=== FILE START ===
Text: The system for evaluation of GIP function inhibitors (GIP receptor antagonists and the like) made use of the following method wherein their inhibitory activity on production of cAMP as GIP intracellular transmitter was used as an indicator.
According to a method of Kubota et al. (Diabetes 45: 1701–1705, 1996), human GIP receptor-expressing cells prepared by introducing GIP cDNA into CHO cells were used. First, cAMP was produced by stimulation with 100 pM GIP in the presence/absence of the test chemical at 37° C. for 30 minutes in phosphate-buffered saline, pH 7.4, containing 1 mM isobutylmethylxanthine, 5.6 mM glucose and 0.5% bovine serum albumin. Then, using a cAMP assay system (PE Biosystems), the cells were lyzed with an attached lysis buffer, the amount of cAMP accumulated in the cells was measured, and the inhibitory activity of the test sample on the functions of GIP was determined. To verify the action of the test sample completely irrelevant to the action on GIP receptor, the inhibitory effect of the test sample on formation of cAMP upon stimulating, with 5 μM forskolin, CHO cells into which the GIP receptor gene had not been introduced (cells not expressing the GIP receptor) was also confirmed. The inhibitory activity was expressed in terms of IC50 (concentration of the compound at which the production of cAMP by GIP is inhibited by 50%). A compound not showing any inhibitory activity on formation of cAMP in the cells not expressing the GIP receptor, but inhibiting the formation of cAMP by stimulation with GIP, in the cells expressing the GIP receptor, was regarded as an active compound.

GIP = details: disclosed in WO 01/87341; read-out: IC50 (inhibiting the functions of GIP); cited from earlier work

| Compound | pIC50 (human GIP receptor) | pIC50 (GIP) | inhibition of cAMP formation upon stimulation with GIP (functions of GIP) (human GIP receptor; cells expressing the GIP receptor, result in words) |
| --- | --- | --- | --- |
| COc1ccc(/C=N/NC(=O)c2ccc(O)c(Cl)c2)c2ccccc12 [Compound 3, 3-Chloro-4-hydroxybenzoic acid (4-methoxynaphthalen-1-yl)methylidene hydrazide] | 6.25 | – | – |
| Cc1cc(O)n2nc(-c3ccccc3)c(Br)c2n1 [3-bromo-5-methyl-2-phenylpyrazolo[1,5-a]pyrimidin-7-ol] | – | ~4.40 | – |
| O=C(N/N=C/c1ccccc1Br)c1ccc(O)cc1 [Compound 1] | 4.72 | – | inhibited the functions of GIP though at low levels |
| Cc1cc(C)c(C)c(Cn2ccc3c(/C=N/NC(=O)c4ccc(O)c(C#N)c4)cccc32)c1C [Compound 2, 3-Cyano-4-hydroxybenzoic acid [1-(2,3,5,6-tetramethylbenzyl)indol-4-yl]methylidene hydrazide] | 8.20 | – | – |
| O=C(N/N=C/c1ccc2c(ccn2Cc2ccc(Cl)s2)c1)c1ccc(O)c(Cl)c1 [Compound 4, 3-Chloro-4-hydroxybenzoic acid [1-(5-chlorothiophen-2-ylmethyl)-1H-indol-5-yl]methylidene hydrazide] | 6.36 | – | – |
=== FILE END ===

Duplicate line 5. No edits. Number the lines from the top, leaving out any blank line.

| --- | --- | --- | --- |